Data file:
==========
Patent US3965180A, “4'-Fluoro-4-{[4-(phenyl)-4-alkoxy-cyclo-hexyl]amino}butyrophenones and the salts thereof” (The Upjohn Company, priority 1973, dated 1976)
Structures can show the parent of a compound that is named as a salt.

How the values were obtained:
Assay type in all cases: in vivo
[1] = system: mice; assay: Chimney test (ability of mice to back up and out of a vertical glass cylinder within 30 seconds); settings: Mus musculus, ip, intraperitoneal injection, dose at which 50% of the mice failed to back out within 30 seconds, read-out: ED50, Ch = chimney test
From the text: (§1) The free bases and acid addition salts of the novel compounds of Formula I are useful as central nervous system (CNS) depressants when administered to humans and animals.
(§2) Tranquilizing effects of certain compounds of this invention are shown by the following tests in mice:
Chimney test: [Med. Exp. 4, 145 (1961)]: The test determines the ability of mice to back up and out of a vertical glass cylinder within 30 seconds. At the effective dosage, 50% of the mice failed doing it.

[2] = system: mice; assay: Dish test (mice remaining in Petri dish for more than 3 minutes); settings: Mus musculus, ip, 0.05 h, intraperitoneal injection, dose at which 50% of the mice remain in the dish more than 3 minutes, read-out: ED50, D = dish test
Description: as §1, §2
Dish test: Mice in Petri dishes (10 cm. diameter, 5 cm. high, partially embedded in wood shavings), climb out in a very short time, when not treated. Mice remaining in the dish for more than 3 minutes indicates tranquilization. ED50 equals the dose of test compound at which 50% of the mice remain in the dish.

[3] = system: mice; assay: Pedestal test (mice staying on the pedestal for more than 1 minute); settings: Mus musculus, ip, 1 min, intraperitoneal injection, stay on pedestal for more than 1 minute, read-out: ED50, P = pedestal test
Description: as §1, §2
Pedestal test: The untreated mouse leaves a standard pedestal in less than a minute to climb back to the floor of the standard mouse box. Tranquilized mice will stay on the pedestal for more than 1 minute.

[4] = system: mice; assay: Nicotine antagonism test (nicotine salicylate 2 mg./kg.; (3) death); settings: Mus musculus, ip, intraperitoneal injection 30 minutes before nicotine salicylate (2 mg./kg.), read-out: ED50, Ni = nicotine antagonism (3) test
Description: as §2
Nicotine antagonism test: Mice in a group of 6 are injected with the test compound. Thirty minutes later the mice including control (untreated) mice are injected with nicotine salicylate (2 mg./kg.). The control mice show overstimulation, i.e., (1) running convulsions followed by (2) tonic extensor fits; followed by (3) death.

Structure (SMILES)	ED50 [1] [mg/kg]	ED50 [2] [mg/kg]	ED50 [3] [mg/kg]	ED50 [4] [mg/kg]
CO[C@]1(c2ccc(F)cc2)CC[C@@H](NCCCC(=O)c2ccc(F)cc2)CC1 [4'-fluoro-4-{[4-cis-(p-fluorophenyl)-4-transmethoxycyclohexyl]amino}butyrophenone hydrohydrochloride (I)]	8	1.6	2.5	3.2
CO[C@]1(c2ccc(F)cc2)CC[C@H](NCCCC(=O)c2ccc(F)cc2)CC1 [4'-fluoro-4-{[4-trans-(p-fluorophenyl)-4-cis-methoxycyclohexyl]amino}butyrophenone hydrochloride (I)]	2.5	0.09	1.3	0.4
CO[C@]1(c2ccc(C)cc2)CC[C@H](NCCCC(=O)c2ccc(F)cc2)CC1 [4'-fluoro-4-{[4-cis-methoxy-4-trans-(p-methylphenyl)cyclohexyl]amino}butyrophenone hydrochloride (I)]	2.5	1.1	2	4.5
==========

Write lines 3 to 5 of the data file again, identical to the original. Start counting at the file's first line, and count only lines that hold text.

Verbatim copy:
How the values were obtained:
Assay type in all cases: in vivo
[1] = system: mice; assay: Chimney test (ability of mice to back up and out of a vertical glass cylinder within 30 seconds); settings: Mus musculus, ip, intraperitoneal injection, dose at which 50% of the mice failed to back out within 30 seconds, read-out: ED50, Ch = chimney test